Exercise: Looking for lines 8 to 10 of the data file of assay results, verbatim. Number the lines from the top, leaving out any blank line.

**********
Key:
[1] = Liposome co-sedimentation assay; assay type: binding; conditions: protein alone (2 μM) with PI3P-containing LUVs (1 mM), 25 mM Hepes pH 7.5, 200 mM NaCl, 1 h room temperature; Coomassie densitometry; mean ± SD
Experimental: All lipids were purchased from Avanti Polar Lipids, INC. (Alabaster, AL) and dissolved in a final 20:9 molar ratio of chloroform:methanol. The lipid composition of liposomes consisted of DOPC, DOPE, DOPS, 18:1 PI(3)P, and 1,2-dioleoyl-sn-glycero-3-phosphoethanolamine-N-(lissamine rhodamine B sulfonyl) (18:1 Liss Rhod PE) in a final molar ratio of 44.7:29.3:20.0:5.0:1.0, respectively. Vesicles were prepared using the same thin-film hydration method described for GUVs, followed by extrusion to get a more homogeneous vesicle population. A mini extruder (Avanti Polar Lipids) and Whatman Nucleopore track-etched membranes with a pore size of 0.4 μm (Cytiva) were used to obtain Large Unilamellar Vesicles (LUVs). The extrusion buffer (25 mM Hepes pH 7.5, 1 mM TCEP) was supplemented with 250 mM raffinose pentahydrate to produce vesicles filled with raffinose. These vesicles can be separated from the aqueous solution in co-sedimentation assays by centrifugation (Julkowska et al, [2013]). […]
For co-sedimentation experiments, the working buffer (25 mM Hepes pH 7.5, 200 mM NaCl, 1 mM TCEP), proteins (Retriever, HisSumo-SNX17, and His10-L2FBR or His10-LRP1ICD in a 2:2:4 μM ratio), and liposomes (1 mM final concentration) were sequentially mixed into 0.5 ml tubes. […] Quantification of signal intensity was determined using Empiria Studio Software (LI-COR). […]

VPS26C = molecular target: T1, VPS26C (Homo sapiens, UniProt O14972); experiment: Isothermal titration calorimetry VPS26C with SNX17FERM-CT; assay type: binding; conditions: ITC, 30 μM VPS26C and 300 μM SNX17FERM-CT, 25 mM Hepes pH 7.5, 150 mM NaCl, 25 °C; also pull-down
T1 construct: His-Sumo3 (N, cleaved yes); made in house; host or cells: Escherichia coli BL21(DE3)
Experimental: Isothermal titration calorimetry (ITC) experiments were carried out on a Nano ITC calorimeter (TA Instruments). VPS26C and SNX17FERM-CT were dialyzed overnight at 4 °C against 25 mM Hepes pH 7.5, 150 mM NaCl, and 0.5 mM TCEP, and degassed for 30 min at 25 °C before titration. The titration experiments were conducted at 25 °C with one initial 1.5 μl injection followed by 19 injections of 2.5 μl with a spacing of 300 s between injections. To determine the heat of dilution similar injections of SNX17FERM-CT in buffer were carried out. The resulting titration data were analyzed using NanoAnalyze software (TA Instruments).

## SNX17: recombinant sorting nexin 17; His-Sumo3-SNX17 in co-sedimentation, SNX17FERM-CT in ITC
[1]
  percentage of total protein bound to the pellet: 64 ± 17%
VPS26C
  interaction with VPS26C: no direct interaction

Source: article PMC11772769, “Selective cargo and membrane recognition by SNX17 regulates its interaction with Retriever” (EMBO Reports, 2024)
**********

## SNX17: recombinant sorting nexin 17; His-Sumo3-SNX17 in co-sedimentation, SNX17FERM-CT in ITC
[1]
  percentage of total protein bound to the pellet: 64 ± 17%